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Radiative Transfer Theory at Optical wavelengths applied to vegetation canopies: part 2 UoL MSc Remote Sensing Dr Lewis

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Presentation on theme: "Radiative Transfer Theory at Optical wavelengths applied to vegetation canopies: part 2 UoL MSc Remote Sensing Dr Lewis"— Presentation transcript:

1 Radiative Transfer Theory at Optical wavelengths applied to vegetation canopies: part 2 UoL MSc Remote Sensing Dr Lewis

2 Radiative Transfer equation Used extensively for (optical) vegetation since 1960s (Ross, 1981) Used for microwave vegetation since 1980s

3 Radiative Transfer equation Consider energy balance across elemental volume Generally use scalar form (SRT) in optical Generally use vector form (VRT) for microwave

4 z Pathlength l z = l cos l Medium 1: air Medium 2: canopy in air Medium 3:soil Path of radiation

5 Scalar Radiative Transfer Equation 1-D scalar radiative transfer (SRT) equation –for a plane parallel medium (air) embedded with a low density of small scatterers –change in specific Intensity (Radiance) I(z, ) at depth z in direction wrt z:

6 Scalar RT Equation Source Function: - cosine of the direction vector ( with the local normal –accounts for path length through the canopy e - volume extinction coefficient P() is the volume scattering phase function

7 Extinction Coefficient and Beers Law Volume extinction coefficient: –total interaction cross section –extinction loss –number of interactions per unit length a measure of attenuation of radiation in a canopy (or other medium). Beers Law

8 Extinction Coefficient and Beers Law No source version of SRT eqn

9 Optical Extinction Coefficient for Oriented Leaves Volume extinction coefficient: u l : leaf area density –Area of leaves per unit volume G l : (Ross) projection function

10 Optical Extinction Coefficient for Oriented Leaves

11 range of G-functions small ( ) and smoother than leaf inclination distributions; planophile canopies, G-function is high (>0.5) for low zenith and low (<0.5) for high zenith; converse true for erectophile canopies; G-function always close to 0.5 between 50 o and 60 o essentially invariant at 0.5 over different leaf angle distributions at 57.5 o.

12 Optical Extinction Coefficient for Oriented Leaves so, radiation at bottom of canopy for spherical: for horizontal:

13 A Scalar Radiative Transfer Solution Attempt similar first Order Scattering solution –in optical, consider total number of interactions with leaves + soil Already have extinction coefficient:

14 SRT Phase function: u l - leaf area density; - cosine of the incident zenith angle - area scattering phase function.

15 SRT Area scattering phase function: double projection, modulated by spectral terms l : leaf single scattering albedo –Probability of radiation being scattered rather than absorbed at leaf level –Function of wavelength

16 SRT

17 SRT: 1st O mechanisms through canopy, reflected from soil & back through canopy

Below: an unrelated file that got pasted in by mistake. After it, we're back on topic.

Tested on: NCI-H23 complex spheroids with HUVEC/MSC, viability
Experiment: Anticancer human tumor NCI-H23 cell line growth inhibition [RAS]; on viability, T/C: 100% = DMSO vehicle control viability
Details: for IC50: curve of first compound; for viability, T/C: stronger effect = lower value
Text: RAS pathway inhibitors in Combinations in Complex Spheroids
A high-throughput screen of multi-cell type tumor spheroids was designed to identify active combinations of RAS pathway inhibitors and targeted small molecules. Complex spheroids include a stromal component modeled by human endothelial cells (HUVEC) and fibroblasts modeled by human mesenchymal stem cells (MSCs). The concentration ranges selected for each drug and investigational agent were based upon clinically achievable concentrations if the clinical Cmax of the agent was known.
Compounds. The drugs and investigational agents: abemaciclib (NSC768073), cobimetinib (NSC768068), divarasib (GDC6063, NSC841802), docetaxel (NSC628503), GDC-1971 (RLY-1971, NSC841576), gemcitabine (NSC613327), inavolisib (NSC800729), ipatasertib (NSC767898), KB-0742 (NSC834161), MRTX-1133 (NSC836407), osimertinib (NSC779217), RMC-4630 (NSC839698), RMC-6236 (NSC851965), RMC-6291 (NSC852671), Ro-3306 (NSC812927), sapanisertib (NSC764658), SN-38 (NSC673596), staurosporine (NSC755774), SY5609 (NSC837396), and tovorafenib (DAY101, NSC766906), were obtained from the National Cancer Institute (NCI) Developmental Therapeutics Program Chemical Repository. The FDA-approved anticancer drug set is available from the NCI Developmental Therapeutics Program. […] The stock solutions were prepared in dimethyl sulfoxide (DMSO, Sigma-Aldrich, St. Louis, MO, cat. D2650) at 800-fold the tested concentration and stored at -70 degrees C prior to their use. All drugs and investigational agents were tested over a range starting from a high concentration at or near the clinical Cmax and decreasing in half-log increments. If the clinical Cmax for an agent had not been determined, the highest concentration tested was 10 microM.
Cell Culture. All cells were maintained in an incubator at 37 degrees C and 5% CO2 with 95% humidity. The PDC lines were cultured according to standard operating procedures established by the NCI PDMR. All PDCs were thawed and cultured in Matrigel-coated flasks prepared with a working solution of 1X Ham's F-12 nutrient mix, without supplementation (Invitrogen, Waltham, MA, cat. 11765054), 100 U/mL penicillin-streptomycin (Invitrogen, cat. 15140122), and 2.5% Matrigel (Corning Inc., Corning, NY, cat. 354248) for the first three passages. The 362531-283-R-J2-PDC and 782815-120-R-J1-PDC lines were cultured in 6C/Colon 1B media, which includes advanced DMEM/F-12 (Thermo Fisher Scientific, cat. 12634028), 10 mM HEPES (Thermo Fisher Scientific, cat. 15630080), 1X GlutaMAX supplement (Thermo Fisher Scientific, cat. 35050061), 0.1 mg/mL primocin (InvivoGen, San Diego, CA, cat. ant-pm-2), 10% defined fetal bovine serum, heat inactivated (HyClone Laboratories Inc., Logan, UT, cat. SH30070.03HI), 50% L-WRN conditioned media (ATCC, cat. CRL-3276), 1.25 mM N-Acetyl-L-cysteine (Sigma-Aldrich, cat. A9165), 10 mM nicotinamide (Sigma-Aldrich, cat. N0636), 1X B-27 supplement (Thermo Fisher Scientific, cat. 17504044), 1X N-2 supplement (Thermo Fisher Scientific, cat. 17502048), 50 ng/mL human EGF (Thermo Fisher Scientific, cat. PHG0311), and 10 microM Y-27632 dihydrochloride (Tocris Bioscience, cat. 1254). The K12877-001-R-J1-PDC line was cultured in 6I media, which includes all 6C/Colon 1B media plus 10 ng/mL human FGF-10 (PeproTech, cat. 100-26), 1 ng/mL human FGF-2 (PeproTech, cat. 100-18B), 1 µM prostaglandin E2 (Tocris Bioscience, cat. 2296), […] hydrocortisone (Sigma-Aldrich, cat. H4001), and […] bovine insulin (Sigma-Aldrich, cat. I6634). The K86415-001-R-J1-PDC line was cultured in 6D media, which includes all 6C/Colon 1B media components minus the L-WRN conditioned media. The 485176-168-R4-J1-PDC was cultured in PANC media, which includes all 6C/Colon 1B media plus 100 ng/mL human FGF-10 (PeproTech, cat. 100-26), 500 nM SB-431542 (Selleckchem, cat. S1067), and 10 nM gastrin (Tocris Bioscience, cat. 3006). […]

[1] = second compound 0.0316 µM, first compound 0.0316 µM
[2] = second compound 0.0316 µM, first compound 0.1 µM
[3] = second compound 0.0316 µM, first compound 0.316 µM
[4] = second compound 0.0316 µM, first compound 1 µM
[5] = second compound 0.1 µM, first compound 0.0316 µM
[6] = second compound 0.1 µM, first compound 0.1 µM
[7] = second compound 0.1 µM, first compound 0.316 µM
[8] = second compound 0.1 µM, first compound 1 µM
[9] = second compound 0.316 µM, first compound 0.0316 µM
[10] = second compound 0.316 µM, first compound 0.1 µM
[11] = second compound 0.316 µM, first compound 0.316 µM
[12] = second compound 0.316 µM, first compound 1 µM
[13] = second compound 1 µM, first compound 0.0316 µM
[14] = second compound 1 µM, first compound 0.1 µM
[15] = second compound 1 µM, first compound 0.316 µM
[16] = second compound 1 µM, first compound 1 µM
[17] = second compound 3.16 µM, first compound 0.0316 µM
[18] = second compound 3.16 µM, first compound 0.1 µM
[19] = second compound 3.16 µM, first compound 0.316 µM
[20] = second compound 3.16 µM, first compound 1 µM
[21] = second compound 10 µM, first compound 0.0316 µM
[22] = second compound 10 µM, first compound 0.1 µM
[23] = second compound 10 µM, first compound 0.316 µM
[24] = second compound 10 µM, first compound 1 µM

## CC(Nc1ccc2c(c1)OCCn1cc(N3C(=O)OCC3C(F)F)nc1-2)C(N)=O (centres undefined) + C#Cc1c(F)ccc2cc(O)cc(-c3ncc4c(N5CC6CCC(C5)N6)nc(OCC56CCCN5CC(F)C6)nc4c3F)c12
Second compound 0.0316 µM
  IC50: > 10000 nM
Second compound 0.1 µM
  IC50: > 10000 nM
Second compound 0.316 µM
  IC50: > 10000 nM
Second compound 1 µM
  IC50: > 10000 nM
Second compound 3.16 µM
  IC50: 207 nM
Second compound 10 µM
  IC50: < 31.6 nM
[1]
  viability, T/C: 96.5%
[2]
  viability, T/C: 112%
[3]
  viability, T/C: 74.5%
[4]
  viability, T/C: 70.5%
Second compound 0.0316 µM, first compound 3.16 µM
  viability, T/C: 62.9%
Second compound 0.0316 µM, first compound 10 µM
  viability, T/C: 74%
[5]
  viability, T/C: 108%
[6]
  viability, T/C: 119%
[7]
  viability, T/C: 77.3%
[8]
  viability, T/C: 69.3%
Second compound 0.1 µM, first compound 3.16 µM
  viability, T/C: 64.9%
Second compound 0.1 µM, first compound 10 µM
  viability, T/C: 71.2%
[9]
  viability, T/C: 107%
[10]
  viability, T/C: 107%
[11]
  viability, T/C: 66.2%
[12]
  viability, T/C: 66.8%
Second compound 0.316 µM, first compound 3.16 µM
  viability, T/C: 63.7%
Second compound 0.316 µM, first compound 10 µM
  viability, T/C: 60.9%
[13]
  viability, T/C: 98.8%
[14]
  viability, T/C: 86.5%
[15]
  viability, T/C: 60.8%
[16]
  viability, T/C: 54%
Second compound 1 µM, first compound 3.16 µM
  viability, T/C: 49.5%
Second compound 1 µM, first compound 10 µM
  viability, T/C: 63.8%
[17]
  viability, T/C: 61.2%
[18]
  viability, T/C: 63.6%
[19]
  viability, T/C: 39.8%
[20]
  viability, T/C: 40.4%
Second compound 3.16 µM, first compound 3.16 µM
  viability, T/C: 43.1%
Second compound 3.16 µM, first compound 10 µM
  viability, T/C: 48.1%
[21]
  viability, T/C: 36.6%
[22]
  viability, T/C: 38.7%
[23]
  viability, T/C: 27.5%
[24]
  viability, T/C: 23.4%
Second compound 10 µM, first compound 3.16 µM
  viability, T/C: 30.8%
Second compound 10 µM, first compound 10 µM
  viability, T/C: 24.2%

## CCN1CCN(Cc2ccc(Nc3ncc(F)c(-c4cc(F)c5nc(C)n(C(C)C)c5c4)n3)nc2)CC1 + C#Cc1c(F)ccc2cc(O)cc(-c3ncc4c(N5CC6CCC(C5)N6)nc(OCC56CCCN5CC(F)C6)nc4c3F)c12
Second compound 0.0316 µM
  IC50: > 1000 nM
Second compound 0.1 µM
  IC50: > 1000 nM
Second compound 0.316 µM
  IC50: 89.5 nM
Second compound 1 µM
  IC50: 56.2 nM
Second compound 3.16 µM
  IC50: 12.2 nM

18 SRT: 1st O mechanisms Canopy only scattering Direct function of Function of g l, L, and viewing and illumination angles

19 1st O SRT Special case of spherical leaf angle:

20 Multiple Scattering LAI 1 Scattering order Contributions to reflectance and transmittance

21 Multiple Scattering LAI 5 Scattering order Contributions to reflectance and transmittance

22 Multiple Scattering LAI 8 Scattering order Contributions to reflectance and transmittance

23 Multiple Scattering –range of approximate solutions available –Recent advances using concept of recollision probability, p Huang et al. 2007

24 Q0Q0 s i0i0 i 0 =1-Q 0 p s 1 =i 0 (1 – p) p : recollision probability : single scattering albedo of leaf

25 2 nd Order scattering: i0i0 i 0 p i 0 p(1-p)

26 single scattering albedo of canopy

27 Average number of photon interactions: The degree of multiple scattering p : recollision probability Absorptance Knyazikhin et al. (1998): p is eigenvalue of RT equation Depends on structure only

28 For canopy: Smolander & Stenberg RSE 2005 p max =0.88, k=0.7, b=0.75 Spherical leaf angle distribution

29 Canopy with shoots as fundamental scattering objects: Clumping

30 Canopy with shoots as fundamental scattering objects:

31 p2p2 p canopy Smolander & Stenberg RSE 2005 p shoot =0.47 (scots pine) p 2


32 Other RT Modifications Hot Spot –joint gap probabilty: Q –For far-field objects, treat incident & exitant gap probabilities independently –product of two Beers Law terms

33 RT Modifications Consider retro-reflection direction: –assuming independent: –But should be:

34 RT Modifications Consider retro-reflection direction: –But should be: –as have already travelled path –so need to apply corrections for Q in RT e.g.

35 RT Modifications As result of finite object size, hot spot has angular width –depends on roughness leaf size / canopy height (Kuusk) similar for soils Also consider shadowing/shadow hiding

36 Summary SRT formulation –extinction –scattering (source function) Beers Law –exponential attenuation –rate - extinction coefficient LAI x G-function for optical

37 Summary SRT 1st O solution –use area scattering phase function –simple solution for spherical leaf angle –2 scattering mechanisms Multiple scattering –Recollison probability Modification to SRT: –hot spot at optical


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